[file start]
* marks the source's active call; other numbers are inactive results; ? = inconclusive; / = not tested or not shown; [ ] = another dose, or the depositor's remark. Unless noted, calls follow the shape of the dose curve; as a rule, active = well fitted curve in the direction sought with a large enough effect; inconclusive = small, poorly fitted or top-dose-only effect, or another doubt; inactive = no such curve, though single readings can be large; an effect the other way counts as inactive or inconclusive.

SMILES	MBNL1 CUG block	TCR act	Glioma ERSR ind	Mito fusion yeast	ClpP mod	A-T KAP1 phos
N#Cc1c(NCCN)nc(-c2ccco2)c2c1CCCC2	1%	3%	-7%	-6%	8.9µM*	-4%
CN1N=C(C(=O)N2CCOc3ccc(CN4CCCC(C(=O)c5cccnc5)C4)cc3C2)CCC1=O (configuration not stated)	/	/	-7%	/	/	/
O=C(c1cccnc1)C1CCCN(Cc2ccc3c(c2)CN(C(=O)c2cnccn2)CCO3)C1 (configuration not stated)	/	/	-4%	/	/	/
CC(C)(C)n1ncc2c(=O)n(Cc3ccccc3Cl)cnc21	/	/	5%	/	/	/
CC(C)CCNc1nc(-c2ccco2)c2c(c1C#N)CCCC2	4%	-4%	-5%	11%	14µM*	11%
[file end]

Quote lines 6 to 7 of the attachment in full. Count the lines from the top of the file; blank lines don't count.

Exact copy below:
CC(C)(C)n1ncc2c(=O)n(Cc3ccccc3Cl)cnc21	/	/	5%	/	/	/
CC(C)CCNc1nc(-c2ccco2)c2c(c1C#N)CCCC2	4%	-4%	-5%	11%	14µM*	11%